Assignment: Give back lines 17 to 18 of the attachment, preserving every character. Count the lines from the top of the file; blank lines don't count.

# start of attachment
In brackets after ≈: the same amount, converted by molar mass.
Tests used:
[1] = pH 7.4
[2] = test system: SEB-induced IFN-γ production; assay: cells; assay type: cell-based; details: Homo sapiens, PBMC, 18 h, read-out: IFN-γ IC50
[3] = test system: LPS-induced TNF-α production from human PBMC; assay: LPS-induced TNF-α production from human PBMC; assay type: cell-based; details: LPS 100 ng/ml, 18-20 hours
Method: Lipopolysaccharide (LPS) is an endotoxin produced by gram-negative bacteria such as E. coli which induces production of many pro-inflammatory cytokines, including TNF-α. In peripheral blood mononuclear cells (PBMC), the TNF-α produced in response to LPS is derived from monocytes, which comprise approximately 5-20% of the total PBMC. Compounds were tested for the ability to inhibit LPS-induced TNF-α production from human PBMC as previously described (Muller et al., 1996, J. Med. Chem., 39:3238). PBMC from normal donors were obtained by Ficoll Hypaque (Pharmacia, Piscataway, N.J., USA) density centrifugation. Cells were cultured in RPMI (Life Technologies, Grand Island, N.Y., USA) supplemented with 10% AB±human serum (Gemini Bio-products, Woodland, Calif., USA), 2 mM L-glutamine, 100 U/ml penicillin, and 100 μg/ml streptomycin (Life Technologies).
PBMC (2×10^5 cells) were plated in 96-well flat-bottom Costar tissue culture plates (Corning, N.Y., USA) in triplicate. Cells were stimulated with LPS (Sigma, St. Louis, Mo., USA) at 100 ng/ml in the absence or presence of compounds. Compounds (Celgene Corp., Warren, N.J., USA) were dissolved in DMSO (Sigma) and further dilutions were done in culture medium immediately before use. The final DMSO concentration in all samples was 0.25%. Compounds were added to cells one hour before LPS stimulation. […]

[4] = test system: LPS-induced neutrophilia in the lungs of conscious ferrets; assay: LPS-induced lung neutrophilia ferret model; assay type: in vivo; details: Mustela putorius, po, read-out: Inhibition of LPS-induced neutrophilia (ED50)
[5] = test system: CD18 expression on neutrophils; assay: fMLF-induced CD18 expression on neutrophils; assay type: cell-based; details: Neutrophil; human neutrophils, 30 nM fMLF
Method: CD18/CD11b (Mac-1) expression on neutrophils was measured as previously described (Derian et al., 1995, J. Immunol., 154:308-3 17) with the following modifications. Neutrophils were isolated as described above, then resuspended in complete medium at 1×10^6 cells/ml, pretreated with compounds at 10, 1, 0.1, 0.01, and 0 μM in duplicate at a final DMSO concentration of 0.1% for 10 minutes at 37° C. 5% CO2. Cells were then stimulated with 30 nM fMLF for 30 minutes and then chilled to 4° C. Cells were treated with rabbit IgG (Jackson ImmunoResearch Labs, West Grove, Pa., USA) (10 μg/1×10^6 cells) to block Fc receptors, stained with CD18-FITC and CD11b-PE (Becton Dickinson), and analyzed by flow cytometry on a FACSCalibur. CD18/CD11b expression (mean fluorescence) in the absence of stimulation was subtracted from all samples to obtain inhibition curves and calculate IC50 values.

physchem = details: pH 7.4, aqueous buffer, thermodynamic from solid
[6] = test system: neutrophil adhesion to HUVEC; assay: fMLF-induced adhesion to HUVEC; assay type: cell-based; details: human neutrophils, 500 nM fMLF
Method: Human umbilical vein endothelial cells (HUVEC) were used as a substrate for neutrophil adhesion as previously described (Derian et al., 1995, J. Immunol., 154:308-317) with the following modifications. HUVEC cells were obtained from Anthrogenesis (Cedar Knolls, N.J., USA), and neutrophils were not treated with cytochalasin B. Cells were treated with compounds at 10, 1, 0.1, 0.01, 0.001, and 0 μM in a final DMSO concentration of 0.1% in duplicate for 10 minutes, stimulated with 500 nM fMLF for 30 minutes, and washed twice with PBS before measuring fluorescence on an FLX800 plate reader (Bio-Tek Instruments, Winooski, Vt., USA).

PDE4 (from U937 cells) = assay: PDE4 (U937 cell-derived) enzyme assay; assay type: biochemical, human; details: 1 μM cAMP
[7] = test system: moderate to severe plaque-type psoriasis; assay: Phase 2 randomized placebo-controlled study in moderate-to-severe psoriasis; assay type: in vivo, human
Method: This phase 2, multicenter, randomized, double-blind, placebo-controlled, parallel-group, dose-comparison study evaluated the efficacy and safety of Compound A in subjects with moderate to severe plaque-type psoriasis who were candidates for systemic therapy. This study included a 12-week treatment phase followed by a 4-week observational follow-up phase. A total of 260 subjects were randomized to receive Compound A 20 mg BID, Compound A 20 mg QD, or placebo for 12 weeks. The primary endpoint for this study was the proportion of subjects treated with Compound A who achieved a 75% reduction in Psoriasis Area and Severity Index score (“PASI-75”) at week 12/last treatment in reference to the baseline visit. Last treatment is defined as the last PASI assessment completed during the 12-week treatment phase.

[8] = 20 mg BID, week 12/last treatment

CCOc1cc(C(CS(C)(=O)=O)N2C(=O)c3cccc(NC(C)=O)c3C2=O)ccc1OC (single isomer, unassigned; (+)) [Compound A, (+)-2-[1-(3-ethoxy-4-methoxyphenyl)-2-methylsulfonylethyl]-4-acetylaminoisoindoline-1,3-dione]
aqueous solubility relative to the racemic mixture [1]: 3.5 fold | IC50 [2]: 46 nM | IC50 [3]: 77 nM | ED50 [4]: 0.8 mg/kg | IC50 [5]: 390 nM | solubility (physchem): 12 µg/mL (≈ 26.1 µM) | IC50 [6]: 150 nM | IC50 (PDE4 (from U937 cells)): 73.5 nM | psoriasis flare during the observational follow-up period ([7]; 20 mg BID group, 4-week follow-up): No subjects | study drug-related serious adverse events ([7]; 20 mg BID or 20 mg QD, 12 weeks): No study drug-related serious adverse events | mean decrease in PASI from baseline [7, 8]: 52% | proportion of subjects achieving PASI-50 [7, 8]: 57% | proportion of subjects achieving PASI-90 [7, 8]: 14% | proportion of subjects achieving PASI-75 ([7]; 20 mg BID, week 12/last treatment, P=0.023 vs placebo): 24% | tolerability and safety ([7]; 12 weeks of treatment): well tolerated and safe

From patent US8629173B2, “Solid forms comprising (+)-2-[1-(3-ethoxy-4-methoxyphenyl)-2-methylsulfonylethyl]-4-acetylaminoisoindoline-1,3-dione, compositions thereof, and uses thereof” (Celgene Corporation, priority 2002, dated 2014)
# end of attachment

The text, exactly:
[8] = 20 mg BID, week 12/last treatment

CCOc1cc(C(CS(C)(=O)=O)N2C(=O)c3cccc(NC(C)=O)c3C2=O)ccc1OC (single isomer, unassigned; (+)) [Compound A, (+)-2-[1-(3-ethoxy-4-methoxyphenyl)-2-methylsulfonylethyl]-4-acetylaminoisoindoline-1,3-dione]